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WELCOME TO THE REESEVILLE HISTORY AND GENEALOGY ARCHIVES

Explore the inner dimensions of life within a rural immigrant community for the period, 1845 to 1930, by entering a hypermedia collection of censuses, tax records, church files, maps, original photographs, etc. for the community of Reeseville, Wisconsin.

Located in the southwestern part of Dodge County, the "community" of Reeseville consists of the village of Reeseville and surrounding farms in the Towns of Lowell, Portland and Elba. The Beaver Dam and Crawfish Rivers and their confluence in Mud Lake form a natural boundary for the community along the east, south and west.  To the north, a non-tangible boundary line is usually drawn about half-way between Reeseville and its "sister" village of Lowell, located two miles north of Reeseville.

Settled initially by New Yorkers and New Englanders in the mid 1840s, the Reeseville community very quickly adopted a foreign tone as German and Irish immigrants took up residence during the late 1840s and 1850s.  By 1880 the commentator for the county history could remark, "between Lowell and Waterloo, in Jefferson County, there are not one-half dozen American families, the rest being Germans."  The Reeseville community continues to maintain this ethnic hue.  For the year 2000 census over 60% of its residents reported "German" as their primary ancestral affiliation.  This response placed Reeseville among the top 10 communities in the state in terms of percentage of residents claiming German ancestry.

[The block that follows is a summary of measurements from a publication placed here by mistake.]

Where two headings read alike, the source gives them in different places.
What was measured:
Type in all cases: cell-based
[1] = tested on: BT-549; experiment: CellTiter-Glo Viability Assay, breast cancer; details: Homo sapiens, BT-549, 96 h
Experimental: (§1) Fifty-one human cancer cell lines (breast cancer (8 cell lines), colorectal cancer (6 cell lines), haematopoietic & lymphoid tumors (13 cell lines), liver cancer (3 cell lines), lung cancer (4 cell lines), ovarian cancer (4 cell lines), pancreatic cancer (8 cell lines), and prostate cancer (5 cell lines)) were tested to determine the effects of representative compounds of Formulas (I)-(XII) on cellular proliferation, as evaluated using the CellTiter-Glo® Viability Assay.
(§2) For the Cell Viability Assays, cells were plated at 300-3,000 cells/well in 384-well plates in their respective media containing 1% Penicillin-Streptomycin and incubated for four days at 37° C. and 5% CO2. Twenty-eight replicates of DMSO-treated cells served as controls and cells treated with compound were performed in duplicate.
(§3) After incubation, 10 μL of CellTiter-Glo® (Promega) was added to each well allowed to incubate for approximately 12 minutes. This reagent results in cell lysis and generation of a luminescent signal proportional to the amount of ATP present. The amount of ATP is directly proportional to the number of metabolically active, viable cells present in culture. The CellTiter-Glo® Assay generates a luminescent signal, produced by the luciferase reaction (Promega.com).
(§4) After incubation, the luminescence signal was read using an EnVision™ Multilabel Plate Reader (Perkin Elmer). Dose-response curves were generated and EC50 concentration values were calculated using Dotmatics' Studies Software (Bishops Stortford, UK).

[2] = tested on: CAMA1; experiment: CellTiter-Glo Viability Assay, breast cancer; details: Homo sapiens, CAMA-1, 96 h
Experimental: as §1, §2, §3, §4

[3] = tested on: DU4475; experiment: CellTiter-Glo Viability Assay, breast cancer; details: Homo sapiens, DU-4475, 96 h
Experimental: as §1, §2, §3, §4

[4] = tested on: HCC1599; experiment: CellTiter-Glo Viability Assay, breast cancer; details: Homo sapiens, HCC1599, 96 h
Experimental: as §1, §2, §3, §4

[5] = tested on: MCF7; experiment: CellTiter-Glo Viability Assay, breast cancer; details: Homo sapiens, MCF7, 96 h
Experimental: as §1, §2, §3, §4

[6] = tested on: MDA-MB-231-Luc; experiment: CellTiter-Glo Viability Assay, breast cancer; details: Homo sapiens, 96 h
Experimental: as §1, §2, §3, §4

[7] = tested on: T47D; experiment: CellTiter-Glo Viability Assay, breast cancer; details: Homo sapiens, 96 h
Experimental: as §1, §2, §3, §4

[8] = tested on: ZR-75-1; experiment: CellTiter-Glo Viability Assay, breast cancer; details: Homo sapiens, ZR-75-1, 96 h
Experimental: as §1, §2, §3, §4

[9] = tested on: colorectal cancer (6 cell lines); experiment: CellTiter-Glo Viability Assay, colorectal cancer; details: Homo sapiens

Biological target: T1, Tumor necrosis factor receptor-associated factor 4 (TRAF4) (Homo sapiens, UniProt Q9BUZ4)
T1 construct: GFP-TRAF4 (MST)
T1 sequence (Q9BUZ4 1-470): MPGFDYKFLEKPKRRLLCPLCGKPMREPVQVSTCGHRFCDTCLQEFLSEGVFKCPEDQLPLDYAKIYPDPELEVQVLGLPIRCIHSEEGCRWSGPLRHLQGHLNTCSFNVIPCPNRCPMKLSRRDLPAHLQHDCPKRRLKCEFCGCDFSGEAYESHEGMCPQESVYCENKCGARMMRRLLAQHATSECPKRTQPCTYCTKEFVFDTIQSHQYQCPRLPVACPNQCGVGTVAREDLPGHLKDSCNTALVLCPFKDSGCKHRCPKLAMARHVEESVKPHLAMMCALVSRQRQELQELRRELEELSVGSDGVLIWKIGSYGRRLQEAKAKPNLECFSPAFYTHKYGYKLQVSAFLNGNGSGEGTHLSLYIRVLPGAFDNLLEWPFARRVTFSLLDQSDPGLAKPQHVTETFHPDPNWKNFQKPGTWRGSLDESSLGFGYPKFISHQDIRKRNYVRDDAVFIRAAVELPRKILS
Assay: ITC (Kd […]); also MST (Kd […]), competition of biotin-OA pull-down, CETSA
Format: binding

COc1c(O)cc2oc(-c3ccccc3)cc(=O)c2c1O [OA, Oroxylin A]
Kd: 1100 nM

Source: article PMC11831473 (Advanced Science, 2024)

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Webmaster:  Kevin Neuberger

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